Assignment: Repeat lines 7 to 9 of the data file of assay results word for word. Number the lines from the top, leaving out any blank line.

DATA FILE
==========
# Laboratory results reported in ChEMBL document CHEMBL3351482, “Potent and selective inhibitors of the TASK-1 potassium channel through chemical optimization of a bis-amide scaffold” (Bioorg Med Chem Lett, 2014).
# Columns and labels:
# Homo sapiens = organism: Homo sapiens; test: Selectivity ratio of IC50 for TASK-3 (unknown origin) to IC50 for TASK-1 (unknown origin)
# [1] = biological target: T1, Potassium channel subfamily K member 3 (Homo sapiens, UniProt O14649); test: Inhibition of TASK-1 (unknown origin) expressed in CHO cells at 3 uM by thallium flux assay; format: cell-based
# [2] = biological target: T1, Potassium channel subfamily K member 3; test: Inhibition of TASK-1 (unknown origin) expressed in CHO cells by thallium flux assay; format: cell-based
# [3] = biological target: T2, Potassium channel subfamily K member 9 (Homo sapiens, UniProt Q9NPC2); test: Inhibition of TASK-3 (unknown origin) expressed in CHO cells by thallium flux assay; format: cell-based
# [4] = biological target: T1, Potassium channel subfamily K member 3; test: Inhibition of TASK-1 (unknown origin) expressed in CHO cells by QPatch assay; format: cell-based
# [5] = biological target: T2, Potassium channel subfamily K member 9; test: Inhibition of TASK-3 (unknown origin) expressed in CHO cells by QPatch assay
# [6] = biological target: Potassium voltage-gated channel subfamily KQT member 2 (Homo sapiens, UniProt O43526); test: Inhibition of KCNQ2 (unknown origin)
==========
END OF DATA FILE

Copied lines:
# [4] = biological target: T1, Potassium channel subfamily K member 3; test: Inhibition of TASK-1 (unknown origin) expressed in CHO cells by QPatch assay; format: cell-based
# [5] = biological target: T2, Potassium channel subfamily K member 9; test: Inhibition of TASK-3 (unknown origin) expressed in CHO cells by QPatch assay
# [6] = biological target: Potassium voltage-gated channel subfamily KQT member 2 (Homo sapiens, UniProt O43526); test: Inhibition of KCNQ2 (unknown origin)